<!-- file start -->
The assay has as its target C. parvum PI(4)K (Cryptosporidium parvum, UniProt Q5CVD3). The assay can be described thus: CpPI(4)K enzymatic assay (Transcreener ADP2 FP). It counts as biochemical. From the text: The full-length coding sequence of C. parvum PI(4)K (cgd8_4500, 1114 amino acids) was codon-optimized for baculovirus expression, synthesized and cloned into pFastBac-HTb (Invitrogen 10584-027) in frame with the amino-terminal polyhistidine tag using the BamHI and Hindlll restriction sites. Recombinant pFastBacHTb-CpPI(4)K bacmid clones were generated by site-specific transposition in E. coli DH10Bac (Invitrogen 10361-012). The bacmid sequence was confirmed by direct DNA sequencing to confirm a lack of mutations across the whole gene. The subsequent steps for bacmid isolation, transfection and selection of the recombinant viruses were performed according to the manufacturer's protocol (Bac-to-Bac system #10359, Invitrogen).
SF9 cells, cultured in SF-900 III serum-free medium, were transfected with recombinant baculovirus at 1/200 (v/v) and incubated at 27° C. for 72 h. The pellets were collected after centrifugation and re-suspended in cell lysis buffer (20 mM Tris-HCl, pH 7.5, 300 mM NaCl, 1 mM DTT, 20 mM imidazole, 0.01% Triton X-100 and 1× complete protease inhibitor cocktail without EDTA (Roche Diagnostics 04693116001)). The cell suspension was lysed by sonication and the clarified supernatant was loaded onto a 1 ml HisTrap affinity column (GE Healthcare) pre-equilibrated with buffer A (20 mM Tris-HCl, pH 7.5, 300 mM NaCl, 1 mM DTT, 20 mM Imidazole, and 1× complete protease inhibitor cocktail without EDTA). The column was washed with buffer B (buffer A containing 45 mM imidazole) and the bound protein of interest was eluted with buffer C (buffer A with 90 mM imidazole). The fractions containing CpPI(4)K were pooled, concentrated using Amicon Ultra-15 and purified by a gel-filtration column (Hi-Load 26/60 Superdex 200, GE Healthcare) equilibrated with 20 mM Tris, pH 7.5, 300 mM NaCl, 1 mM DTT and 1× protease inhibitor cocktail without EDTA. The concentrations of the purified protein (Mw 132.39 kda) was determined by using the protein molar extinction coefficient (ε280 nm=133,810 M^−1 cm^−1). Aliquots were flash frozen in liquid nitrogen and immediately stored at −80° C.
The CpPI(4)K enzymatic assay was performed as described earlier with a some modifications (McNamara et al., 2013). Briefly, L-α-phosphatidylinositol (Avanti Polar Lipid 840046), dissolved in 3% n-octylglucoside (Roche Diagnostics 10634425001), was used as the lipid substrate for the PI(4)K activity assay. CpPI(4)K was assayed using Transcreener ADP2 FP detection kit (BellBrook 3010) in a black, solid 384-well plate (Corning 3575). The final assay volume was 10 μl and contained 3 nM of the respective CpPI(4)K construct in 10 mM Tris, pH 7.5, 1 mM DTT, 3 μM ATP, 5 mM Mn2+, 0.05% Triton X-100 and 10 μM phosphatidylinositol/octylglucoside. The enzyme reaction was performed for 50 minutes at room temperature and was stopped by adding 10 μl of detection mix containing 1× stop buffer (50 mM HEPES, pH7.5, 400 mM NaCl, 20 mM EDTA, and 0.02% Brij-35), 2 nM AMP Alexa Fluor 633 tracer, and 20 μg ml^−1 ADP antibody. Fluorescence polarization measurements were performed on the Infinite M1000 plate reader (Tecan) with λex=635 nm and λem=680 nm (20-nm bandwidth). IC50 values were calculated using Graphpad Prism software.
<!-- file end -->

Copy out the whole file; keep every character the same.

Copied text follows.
The assay has as its target C. parvum PI(4)K (Cryptosporidium parvum, UniProt Q5CVD3). The assay can be described thus: CpPI(4)K enzymatic assay (Transcreener ADP2 FP). It counts as biochemical. From the text: The full-length coding sequence of C. parvum PI(4)K (cgd8_4500, 1114 amino acids) was codon-optimized for baculovirus expression, synthesized and cloned into pFastBac-HTb (Invitrogen 10584-027) in frame with the amino-terminal polyhistidine tag using the BamHI and Hindlll restriction sites. Recombinant pFastBacHTb-CpPI(4)K bacmid clones were generated by site-specific transposition in E. coli DH10Bac (Invitrogen 10361-012). The bacmid sequence was confirmed by direct DNA sequencing to confirm a lack of mutations across the whole gene. The subsequent steps for bacmid isolation, transfection and selection of the recombinant viruses were performed according to the manufacturer's protocol (Bac-to-Bac system #10359, Invitrogen).
SF9 cells, cultured in SF-900 III serum-free medium, were transfected with recombinant baculovirus at 1/200 (v/v) and incubated at 27° C. for 72 h. The pellets were collected after centrifugation and re-suspended in cell lysis buffer (20 mM Tris-HCl, pH 7.5, 300 mM NaCl, 1 mM DTT, 20 mM imidazole, 0.01% Triton X-100 and 1× complete protease inhibitor cocktail without EDTA (Roche Diagnostics 04693116001)). The cell suspension was lysed by sonication and the clarified supernatant was loaded onto a 1 ml HisTrap affinity column (GE Healthcare) pre-equilibrated with buffer A (20 mM Tris-HCl, pH 7.5, 300 mM NaCl, 1 mM DTT, 20 mM Imidazole, and 1× complete protease inhibitor cocktail without EDTA). The column was washed with buffer B (buffer A containing 45 mM imidazole) and the bound protein of interest was eluted with buffer C (buffer A with 90 mM imidazole). The fractions containing CpPI(4)K were pooled, concentrated using Amicon Ultra-15 and purified by a gel-filtration column (Hi-Load 26/60 Superdex 200, GE Healthcare) equilibrated with 20 mM Tris, pH 7.5, 300 mM NaCl, 1 mM DTT and 1× protease inhibitor cocktail without EDTA. The concentrations of the purified protein (Mw 132.39 kda) was determined by using the protein molar extinction coefficient (ε280 nm=133,810 M^−1 cm^−1). Aliquots were flash frozen in liquid nitrogen and immediately stored at −80° C.
The CpPI(4)K enzymatic assay was performed as described earlier with a some modifications (McNamara et al., 2013). Briefly, L-α-phosphatidylinositol (Avanti Polar Lipid 840046), dissolved in 3% n-octylglucoside (Roche Diagnostics 10634425001), was used as the lipid substrate for the PI(4)K activity assay. CpPI(4)K was assayed using Transcreener ADP2 FP detection kit (BellBrook 3010) in a black, solid 384-well plate (Corning 3575). The final assay volume was 10 μl and contained 3 nM of the respective CpPI(4)K construct in 10 mM Tris, pH 7.5, 1 mM DTT, 3 μM ATP, 5 mM Mn2+, 0.05% Triton X-100 and 10 μM phosphatidylinositol/octylglucoside. The enzyme reaction was performed for 50 minutes at room temperature and was stopped by adding 10 μl of detection mix containing 1× stop buffer (50 mM HEPES, pH7.5, 400 mM NaCl, 20 mM EDTA, and 0.02% Brij-35), 2 nM AMP Alexa Fluor 633 tracer, and 20 μg ml^−1 ADP antibody. Fluorescence polarization measurements were performed on the Infinite M1000 plate reader (Tecan) with λex=635 nm and λem=680 nm (20-nm bandwidth). IC50 values were calculated using Graphpad Prism software.